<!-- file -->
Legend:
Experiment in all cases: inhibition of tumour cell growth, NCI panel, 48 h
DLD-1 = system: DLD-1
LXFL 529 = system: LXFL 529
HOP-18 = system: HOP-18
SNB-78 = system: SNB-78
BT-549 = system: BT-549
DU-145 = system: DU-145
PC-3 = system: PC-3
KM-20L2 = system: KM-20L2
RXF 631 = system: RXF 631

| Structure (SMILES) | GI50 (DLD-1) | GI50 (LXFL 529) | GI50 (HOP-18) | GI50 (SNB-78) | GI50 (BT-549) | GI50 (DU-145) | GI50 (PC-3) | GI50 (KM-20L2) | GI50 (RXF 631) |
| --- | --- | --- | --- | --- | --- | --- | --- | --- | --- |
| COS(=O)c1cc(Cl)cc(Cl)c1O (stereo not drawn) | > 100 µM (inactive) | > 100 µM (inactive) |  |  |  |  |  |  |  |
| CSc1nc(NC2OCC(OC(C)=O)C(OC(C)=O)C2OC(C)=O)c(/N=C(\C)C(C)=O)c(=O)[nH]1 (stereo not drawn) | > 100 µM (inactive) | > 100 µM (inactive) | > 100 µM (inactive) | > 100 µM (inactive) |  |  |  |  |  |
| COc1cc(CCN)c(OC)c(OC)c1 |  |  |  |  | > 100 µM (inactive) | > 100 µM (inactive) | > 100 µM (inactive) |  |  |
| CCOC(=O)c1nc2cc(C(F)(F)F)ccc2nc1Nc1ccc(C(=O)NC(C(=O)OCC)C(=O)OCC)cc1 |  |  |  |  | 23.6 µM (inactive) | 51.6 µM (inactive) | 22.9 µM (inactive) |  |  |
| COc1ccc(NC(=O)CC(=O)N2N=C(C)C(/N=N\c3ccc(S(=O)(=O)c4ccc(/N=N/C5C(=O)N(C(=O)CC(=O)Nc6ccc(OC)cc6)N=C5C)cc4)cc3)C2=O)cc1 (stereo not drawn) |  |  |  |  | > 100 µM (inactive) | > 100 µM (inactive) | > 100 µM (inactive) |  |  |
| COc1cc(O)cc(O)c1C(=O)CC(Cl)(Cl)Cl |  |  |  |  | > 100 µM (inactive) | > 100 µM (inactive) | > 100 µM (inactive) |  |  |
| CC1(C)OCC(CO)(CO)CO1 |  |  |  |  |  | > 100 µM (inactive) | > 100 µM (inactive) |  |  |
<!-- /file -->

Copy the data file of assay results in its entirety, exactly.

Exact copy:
Legend:
Experiment in all cases: inhibition of tumour cell growth, NCI panel, 48 h
DLD-1 = system: DLD-1
LXFL 529 = system: LXFL 529
HOP-18 = system: HOP-18
SNB-78 = system: SNB-78
BT-549 = system: BT-549
DU-145 = system: DU-145
PC-3 = system: PC-3
KM-20L2 = system: KM-20L2
RXF 631 = system: RXF 631

| Structure (SMILES) | GI50 (DLD-1) | GI50 (LXFL 529) | GI50 (HOP-18) | GI50 (SNB-78) | GI50 (BT-549) | GI50 (DU-145) | GI50 (PC-3) | GI50 (KM-20L2) | GI50 (RXF 631) |
| --- | --- | --- | --- | --- | --- | --- | --- | --- | --- |
| COS(=O)c1cc(Cl)cc(Cl)c1O (stereo not drawn) | > 100 µM (inactive) | > 100 µM (inactive) |  |  |  |  |  |  |  |
| CSc1nc(NC2OCC(OC(C)=O)C(OC(C)=O)C2OC(C)=O)c(/N=C(\C)C(C)=O)c(=O)[nH]1 (stereo not drawn) | > 100 µM (inactive) | > 100 µM (inactive) | > 100 µM (inactive) | > 100 µM (inactive) |  |  |  |  |  |
| COc1cc(CCN)c(OC)c(OC)c1 |  |  |  |  | > 100 µM (inactive) | > 100 µM (inactive) | > 100 µM (inactive) |  |  |
| CCOC(=O)c1nc2cc(C(F)(F)F)ccc2nc1Nc1ccc(C(=O)NC(C(=O)OCC)C(=O)OCC)cc1 |  |  |  |  | 23.6 µM (inactive) | 51.6 µM (inactive) | 22.9 µM (inactive) |  |  |
| COc1ccc(NC(=O)CC(=O)N2N=C(C)C(/N=N\c3ccc(S(=O)(=O)c4ccc(/N=N/C5C(=O)N(C(=O)CC(=O)Nc6ccc(OC)cc6)N=C5C)cc4)cc3)C2=O)cc1 (stereo not drawn) |  |  |  |  | > 100 µM (inactive) | > 100 µM (inactive) | > 100 µM (inactive) |  |  |
| COc1cc(O)cc(O)c1C(=O)CC(Cl)(Cl)Cl |  |  |  |  | > 100 µM (inactive) | > 100 µM (inactive) | > 100 µM (inactive) |  |  |
| CC1(C)OCC(CO)(CO)CO1 |  |  |  |  |  | > 100 µM (inactive) | > 100 µM (inactive) |  |  |